U.S. strips visas from Gambian govt.; punishment for stopping DHS deportations
By Stephen Dinan - The Washington Times - Saturday, October 1, 2016
West African nation The Gambia has refused to accept nearly 2,000 people the U.S. is trying to deport, so the Obama administration has finally decided to pull the trigger and will deny visas to some Gambians hoping to visit the U.S., the State Department said Saturday.
Homeland Security Secretary Jeh Johnson took the decisive move after years of prodding by lawmakers on Capitol Hill, signing a letter triggering the law that requires a halt in visas to countries that are refusing to accept their own citizens. Under the law the State Department had no choice but to comply.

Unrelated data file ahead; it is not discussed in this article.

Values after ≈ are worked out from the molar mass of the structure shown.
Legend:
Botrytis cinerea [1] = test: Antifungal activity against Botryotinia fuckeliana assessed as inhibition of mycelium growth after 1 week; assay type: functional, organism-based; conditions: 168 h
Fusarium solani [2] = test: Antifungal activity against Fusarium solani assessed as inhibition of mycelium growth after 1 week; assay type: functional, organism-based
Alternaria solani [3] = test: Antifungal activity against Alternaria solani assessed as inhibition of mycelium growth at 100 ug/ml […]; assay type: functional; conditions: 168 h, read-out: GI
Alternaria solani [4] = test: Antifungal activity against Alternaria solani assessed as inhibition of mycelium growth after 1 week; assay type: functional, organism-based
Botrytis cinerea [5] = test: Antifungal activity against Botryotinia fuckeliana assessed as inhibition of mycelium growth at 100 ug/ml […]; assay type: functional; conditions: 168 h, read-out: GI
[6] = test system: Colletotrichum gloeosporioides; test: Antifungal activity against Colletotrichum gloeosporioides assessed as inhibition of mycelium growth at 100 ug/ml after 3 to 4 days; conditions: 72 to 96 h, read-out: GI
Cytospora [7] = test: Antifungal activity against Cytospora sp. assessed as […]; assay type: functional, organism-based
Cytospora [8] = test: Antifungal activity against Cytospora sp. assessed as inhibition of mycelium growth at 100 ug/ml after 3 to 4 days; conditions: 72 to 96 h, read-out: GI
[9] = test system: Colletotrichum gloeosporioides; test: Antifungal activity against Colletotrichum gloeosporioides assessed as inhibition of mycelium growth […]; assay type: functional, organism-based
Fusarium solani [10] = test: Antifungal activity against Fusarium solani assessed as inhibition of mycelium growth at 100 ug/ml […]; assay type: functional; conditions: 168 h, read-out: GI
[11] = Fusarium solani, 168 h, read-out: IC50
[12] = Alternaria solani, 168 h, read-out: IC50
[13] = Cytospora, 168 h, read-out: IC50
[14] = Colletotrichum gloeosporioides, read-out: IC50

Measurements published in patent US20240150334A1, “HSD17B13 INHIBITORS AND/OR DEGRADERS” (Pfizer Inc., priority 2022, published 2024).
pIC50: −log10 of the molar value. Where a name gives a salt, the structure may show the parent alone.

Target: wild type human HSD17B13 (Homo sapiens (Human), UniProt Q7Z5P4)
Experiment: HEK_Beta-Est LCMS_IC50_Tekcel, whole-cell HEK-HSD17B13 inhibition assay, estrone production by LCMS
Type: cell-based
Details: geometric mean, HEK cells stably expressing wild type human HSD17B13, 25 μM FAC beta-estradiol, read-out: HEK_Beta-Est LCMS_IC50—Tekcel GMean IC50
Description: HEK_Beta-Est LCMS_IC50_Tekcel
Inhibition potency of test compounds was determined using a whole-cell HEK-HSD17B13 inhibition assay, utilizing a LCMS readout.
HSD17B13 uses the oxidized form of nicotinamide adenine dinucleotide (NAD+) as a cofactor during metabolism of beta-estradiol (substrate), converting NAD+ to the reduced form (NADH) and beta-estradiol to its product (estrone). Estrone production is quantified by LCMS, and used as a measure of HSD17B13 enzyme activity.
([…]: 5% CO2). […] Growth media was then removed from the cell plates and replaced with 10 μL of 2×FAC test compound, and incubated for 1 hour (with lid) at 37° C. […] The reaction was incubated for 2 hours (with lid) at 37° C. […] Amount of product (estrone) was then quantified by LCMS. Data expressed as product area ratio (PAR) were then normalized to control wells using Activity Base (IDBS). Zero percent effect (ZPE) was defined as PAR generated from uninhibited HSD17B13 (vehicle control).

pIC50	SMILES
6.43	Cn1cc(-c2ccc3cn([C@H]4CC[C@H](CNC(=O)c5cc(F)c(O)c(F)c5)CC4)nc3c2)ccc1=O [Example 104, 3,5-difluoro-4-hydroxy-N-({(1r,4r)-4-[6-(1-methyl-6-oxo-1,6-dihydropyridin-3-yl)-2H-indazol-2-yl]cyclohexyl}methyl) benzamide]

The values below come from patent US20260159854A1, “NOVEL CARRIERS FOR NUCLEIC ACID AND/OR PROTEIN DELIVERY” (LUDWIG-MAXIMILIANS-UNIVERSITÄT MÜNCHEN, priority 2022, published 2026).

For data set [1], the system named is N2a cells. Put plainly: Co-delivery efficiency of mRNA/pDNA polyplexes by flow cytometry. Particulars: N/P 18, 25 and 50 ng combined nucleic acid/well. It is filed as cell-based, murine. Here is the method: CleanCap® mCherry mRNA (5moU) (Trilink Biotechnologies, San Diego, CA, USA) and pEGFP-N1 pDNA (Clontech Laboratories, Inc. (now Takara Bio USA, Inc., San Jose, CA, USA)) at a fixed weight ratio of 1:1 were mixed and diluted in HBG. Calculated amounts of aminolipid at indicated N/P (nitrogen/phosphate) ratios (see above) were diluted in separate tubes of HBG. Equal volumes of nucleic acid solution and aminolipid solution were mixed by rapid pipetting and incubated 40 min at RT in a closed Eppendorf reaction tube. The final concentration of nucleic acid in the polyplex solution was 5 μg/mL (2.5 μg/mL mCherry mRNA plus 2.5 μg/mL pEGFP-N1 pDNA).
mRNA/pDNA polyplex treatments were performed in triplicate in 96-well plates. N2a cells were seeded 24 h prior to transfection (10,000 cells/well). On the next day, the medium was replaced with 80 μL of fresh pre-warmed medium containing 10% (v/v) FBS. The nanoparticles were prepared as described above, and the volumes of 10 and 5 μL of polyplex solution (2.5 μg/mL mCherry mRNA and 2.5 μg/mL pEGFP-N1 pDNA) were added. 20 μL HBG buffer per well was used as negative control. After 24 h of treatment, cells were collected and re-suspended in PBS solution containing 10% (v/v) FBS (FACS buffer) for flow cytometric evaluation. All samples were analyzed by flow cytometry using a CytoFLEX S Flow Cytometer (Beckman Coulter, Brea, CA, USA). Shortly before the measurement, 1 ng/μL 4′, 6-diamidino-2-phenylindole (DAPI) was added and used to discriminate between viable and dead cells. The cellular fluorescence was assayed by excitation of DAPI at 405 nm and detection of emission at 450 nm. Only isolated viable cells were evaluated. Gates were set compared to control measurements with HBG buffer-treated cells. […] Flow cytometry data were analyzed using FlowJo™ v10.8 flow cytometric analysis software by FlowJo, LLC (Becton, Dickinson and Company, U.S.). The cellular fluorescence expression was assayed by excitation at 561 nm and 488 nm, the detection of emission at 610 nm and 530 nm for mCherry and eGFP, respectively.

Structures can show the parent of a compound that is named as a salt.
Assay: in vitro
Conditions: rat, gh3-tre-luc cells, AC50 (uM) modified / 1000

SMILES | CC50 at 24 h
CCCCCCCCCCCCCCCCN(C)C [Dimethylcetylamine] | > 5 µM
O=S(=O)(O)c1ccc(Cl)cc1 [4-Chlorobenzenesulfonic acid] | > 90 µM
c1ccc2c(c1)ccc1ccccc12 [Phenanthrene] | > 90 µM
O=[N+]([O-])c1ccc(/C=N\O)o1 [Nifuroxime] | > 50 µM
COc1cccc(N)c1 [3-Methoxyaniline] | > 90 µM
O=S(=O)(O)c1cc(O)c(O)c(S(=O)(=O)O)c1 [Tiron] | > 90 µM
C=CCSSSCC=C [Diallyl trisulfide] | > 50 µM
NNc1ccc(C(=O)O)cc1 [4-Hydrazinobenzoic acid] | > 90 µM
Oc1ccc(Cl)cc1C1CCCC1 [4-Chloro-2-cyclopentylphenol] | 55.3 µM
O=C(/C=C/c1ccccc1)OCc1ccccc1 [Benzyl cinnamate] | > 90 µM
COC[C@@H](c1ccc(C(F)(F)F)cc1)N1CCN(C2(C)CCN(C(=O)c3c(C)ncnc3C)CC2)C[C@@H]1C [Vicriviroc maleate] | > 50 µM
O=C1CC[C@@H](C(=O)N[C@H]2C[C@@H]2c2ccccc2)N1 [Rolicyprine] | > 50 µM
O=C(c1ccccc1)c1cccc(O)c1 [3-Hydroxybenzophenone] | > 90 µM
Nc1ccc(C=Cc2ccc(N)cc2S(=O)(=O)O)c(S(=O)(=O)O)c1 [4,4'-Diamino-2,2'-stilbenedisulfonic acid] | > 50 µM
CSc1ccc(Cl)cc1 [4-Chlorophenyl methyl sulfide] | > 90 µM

The move comes at a time when Democratic presidential nominee Hillary Clinton is facing criticism for allowing a major backlog of criminal aliens to build up during her tenure as secretary of state. Republican rival Donald Trump has said she made the U.S. less safe by refusing to force other countries to cooperate.
In this new case, State Department officials said they informed the Gambian government of the move on Saturday.
“As of October 1, 2016, the U.S. Embassy in Banjul, The Gambia has discontinued visa issuance to employees of the Gambian government, employees of certain entities associated with the government, and their spouses and children, with limited exceptions,” a State Department official said.
The law appears to call for an even broader response — the denial of visas to all Gambian citizens. But stripping government officials and their families of visas is still a powerful lever. The only time it’s been used before, against Guyana in 2001, it produced full cooperation in less than two months.